Self-care means many things to many people. To Dr. Beth Frates, director of lifestyle medicine and wellness in the department of surgery at Massachusetts General Hospital in Boston, it boils down to “caring for your body, mind and soul.”
And to do that, she might pick up a hula hoop. Or a dog.
Frates, who is president of the American College of Lifestyle Medicine, has written extensively about wellness and helped develop a self-test for evaluating it. She shared her self-care tips for “The Experts Say,” an American Heart Association News series where specialists explain how they apply what they’ve learned to their own lives. (The conversation has been edited for length.)
What are some of the most important aspects of self-care?
For me, self-care means working toward a healthy body, peaceful mind and joyful heart.
What specific things can people do to achieve those things?
For the body, we would try to find things that allow for joyful movement. The guidelines are to accumulate at least 150 minutes of moderate-intensity physical activity in the week. But when we’re talking about self-care, it’s got to be joyful. That could be a hike with a dog or a friend. That is self-care.
Nourishing yourself with a delicious and nutritious meal takes time. And thinking about how you can eat this way three times a day—that would be self-care.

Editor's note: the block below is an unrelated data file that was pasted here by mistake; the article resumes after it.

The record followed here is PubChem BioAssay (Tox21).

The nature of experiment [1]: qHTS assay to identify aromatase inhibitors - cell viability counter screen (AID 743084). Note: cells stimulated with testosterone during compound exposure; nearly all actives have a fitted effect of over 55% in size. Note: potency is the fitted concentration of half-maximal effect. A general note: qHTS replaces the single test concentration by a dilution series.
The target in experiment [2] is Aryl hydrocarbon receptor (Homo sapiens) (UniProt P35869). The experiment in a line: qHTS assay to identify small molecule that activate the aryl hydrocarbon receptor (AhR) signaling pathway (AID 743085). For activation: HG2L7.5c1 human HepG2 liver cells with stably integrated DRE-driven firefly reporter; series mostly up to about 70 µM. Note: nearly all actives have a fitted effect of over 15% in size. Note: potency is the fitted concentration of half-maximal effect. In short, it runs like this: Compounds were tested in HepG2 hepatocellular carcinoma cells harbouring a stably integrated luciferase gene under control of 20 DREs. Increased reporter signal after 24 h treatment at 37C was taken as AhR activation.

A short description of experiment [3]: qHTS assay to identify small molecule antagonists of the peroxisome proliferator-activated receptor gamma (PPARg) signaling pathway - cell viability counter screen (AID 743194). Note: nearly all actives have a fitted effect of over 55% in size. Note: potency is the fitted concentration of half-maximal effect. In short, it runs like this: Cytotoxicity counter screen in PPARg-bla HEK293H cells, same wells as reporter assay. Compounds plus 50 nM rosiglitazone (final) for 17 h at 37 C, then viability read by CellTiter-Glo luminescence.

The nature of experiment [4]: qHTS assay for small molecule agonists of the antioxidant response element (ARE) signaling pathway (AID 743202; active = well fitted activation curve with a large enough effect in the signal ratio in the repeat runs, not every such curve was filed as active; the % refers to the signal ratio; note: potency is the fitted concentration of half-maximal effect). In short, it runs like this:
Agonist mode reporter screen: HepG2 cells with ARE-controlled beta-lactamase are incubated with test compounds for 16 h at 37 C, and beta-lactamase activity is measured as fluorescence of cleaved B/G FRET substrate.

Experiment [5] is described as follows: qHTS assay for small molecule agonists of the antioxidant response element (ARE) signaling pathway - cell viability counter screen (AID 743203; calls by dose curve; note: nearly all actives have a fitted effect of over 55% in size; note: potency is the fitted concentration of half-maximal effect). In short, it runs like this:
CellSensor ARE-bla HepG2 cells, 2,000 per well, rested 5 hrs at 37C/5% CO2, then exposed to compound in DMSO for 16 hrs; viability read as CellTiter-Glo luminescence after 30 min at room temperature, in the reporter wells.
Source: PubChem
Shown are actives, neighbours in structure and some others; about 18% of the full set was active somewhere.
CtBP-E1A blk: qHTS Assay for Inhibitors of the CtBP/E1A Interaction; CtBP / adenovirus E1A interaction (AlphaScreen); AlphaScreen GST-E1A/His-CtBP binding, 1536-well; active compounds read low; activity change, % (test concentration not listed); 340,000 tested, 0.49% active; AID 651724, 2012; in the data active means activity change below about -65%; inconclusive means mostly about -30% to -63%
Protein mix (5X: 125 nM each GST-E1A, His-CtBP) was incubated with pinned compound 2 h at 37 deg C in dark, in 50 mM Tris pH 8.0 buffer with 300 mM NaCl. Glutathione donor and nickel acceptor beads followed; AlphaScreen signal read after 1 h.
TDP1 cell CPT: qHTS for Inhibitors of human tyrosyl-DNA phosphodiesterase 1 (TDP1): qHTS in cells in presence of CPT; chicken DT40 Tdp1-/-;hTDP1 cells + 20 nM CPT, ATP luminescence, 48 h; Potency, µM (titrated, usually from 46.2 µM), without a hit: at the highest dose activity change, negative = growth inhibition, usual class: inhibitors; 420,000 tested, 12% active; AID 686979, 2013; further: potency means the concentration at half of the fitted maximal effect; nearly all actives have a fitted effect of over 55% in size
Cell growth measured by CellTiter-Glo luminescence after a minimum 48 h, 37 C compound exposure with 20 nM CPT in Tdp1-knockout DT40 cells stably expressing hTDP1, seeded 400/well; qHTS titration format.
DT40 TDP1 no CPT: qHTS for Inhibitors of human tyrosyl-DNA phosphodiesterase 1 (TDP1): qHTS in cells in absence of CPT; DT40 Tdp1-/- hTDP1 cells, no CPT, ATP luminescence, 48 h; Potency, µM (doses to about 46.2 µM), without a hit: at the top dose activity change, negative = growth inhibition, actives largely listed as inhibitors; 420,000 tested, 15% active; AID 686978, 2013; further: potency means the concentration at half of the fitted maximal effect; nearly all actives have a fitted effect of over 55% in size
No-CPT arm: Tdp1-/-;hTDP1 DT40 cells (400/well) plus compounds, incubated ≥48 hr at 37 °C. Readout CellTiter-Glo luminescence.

When you make the time for sound sleep, a good seven to nine hours, that’s self-care.
Then there’s the peaceful mind, which is about stress resiliency. Evidence-based ways to help you relax and reduce stress range from forest bathing—a walk in nature—to exercise, meditation, yoga, or listening to music that you enjoy. There are simple things like deep breathing—a long inhalation and then a long exhalation. Taking a timeout in your day to take 10 deep breaths—that’s self-care.
Good research shows that when you express gratitude openly, through prayer or through journaling, you can enhance your well-being. Taking time to express gratitude is self-care.
And really spending time socially connecting. We crave connection. When you connect with another, when you hug one another, you release oxytocin. Taking the time to connect with other people in your life is self-care.
How do you find time for self-care?
I love writing. I love doing presentations, teaching, coaching—I love all that. I will set boundaries around it so I will be able to do a yoga class on the weekend, or meet with my brother or a friend. Planning it out is key, trying to prioritize the things that are most important to you.
I think that trying hard to set a schedule is really helpful, but nobody’s perfect. When I had little kids and was writing my first book back in 2005, in my mind that left no time for exercise. And my husband said, “How about getting a double baby jogger? You could put them both in, and jog.” And that really helped me at that time in my life.
So it takes brainstorming. It takes creativity.
After they got too big for the baby jogger, I got involved with another important project, and again stopped jogging. I was in that same quandary, feeling, “I love this, but I’m pulled in so many different directions, I can’t seem to get myself out to jog.”